11. Hi Steve The big question to me is this: is the property genuinely worth the extra £100k? You need to assess the current local benchmarks/comparables - I would speak with local agents as well as doing online research for this. If it does stack up, then consider using bridging finance and then refinancing soon after purchase. This will allow you to complete quickly and also to potentially refinance at the higher value sooner than 2 years in. It will, however, cost you more money to do this...which may be better than tying £100k up for 2 years at what sort of ROI is acceptable to you (e.g. 10% p.a. is £20k). An alternative could be a further advance from the existing lender, but it sounds like they are a bit spooked. If the price does not stack up, then walk away as you will be lumbered with an undervalued property with all your money tied up and with little prospect of recovering this in the short-term. I am bearish about the London property market right now myself tbh. I think the only way to potentially renegotiate on the price is based on a realistic assessment of the market value based on where I suggested you begin above. There is a reason for the lender restricting their offer by the way... Good luck! Best Richard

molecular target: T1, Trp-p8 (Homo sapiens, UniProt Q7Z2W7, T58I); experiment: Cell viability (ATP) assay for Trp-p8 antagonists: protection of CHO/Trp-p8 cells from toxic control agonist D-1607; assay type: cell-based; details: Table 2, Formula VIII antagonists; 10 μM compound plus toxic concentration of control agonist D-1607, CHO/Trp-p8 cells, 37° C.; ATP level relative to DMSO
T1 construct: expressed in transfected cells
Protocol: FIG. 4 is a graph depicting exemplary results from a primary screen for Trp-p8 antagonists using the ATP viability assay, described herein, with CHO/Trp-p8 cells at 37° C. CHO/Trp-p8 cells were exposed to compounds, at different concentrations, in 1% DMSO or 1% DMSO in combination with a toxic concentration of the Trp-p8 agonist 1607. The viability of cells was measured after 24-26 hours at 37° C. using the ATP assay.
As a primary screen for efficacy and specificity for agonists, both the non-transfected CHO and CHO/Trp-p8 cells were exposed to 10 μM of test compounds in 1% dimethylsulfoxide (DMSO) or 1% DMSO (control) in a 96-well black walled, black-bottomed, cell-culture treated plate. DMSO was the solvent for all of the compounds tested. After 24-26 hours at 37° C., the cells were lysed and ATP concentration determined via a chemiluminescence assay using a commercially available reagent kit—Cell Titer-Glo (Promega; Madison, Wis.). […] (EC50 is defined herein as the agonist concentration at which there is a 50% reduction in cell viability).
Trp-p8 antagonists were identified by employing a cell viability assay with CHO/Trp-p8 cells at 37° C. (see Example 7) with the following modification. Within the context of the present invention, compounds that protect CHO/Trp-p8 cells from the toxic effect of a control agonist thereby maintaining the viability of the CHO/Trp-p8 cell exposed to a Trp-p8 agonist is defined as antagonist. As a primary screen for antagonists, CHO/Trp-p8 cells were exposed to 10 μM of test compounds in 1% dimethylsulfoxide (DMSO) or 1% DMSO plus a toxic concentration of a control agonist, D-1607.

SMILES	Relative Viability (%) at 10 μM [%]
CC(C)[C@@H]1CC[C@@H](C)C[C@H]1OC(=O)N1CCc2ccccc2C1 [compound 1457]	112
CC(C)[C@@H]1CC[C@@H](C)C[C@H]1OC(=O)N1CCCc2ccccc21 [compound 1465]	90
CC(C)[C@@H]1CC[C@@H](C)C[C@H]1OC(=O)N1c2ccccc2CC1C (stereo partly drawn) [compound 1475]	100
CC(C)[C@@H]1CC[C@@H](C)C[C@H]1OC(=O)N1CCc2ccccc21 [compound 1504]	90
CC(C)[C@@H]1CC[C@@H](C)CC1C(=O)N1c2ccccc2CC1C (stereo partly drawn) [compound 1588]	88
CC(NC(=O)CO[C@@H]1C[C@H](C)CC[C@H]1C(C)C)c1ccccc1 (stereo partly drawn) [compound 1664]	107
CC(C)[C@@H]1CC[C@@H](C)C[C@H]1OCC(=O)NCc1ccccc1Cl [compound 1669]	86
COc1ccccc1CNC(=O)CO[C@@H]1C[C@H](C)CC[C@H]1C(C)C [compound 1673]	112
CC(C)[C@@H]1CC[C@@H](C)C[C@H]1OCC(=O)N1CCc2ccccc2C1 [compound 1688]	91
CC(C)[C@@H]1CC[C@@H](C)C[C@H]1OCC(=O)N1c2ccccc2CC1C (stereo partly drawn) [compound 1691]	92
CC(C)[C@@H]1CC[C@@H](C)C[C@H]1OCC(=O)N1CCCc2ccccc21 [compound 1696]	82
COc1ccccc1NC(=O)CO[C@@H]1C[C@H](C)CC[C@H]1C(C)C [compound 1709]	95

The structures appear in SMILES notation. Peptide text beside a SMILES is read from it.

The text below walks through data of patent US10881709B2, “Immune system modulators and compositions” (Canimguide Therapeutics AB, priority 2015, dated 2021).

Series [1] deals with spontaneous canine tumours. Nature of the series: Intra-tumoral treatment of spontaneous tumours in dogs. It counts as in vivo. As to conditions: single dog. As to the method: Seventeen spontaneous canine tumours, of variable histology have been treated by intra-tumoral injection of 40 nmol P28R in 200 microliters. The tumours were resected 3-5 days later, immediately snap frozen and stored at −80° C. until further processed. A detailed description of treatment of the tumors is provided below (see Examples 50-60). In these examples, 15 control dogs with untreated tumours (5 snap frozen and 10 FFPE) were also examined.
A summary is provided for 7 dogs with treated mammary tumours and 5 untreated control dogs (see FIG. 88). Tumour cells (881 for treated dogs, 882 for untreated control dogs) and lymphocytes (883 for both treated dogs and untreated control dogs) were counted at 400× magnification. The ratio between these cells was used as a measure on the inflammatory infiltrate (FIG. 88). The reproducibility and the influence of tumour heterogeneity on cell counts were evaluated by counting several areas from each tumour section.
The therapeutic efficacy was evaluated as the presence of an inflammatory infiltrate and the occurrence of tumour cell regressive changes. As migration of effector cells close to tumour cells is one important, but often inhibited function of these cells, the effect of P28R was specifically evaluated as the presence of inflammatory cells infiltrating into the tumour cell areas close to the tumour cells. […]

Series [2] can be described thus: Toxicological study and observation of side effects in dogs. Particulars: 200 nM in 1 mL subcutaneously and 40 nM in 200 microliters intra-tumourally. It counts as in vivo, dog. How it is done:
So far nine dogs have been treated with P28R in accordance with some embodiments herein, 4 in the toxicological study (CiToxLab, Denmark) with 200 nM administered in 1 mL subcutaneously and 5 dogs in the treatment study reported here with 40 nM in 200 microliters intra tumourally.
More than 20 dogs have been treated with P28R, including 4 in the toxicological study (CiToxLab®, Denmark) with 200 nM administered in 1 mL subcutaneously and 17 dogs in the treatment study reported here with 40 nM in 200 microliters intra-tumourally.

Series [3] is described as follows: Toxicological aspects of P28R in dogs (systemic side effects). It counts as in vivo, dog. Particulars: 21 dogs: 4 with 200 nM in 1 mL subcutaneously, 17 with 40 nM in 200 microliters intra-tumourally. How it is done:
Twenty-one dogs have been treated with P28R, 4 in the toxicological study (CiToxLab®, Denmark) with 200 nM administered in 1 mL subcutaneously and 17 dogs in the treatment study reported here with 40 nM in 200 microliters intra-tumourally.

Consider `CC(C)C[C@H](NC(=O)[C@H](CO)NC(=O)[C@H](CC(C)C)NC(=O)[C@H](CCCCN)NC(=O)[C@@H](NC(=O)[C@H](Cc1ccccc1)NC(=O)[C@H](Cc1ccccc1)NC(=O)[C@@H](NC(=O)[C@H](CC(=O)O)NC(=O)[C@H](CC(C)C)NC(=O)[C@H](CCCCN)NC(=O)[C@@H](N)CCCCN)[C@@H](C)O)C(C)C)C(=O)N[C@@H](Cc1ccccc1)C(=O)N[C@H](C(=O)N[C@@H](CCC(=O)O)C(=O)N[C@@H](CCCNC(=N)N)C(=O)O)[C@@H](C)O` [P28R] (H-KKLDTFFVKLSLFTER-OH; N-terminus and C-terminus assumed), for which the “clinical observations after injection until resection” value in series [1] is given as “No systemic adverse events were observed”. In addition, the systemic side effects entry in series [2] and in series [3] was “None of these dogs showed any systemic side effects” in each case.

12. Hi Tristan You are referring to the second property SDLT premium of 3% and being exempt from this with your first purchase if made personally. So, notionally it would save you c£3k to do this. That's the first point. The second is that often finance is more expensive when buying through a company than personally, although I am not clear on whether you could use the existing company you are a director of or a new one. If the former, you may well find that affords you better finance terms. So, check into the relative costs and do some sort of 'total cost of ownership' comparison between the two finance routes. TCO means looking at the full term of ownership assuming different purchase methods...you find that an extra 0.5% on the mortgage rate adds up to quite a bit over the long-term. Next, the after-tax position. This can get VERY complicated and is very personal but I assume you are aware of the new mortgage interest offset rules being brought in from this April that will affect a large number of investors using their own name. I attach an article, where I shared the essence of these changes and what I call the 'Danger List' to give some insights here. For example, if you are a higher-rate taxpayer, then you will effectively have to pay more tax on your rental profit (or even if not making a profit!) going forward. Finally, what is your end-game and exit strategy? If you foresee yourself following in your father's footsteps and having a reasonable-sized portfolio, then you should consider how you hold your properties. However, this is not always a straightforward exercise as this podcast episode illustrates: http://www.thepropertyvoice.net/property-financing-raising-saving-money-tax-efficient-business-structures-s3e15/ My advice is this - don't let a short-term gain of around £3k cloud your longer-term judgement. If you only plan to have one property and will remain a basic rate taxpayer, then buy in your personal name. But, if you plan to grow, or if one day you plan to buy yourself a large home to live in (and then have the SDLT premium to pay), then make your decision on your long-term objectives and ignore the £3k short-term temptation. Best Richard RichardBrown_YPN96.pdf